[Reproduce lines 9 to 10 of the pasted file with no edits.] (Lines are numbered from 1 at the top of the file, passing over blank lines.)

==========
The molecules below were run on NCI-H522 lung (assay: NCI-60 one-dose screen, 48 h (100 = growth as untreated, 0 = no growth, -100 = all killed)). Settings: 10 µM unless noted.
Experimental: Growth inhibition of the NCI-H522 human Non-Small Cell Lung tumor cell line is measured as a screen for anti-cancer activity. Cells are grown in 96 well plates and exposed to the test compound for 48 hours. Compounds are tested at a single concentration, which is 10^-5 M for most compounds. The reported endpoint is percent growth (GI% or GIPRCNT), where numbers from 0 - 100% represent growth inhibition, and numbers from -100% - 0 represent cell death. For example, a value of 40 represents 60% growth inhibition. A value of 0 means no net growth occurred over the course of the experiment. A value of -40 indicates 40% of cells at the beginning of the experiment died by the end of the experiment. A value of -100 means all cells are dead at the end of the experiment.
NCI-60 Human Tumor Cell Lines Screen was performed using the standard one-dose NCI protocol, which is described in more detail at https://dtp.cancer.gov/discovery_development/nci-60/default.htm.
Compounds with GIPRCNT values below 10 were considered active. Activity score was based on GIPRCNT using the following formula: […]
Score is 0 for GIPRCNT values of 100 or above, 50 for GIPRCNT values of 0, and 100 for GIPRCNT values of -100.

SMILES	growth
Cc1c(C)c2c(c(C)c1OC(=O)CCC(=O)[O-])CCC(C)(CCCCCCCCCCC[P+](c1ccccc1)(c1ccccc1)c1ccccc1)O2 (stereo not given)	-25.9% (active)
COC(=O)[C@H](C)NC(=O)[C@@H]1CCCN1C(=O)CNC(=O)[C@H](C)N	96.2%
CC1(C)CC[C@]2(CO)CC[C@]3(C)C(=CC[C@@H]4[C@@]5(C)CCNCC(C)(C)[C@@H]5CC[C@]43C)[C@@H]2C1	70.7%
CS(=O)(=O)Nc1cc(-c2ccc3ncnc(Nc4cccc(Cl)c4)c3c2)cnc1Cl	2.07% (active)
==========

CC1(C)CC[C@]2(CO)CC[C@]3(C)C(=CC[C@@H]4[C@@]5(C)CCNCC(C)(C)[C@@H]5CC[C@]43C)[C@@H]2C1	70.7%
CS(=O)(=O)Nc1cc(-c2ccc3ncnc(Nc4cccc(Cl)c4)c3c2)cnc1Cl	2.07% (active)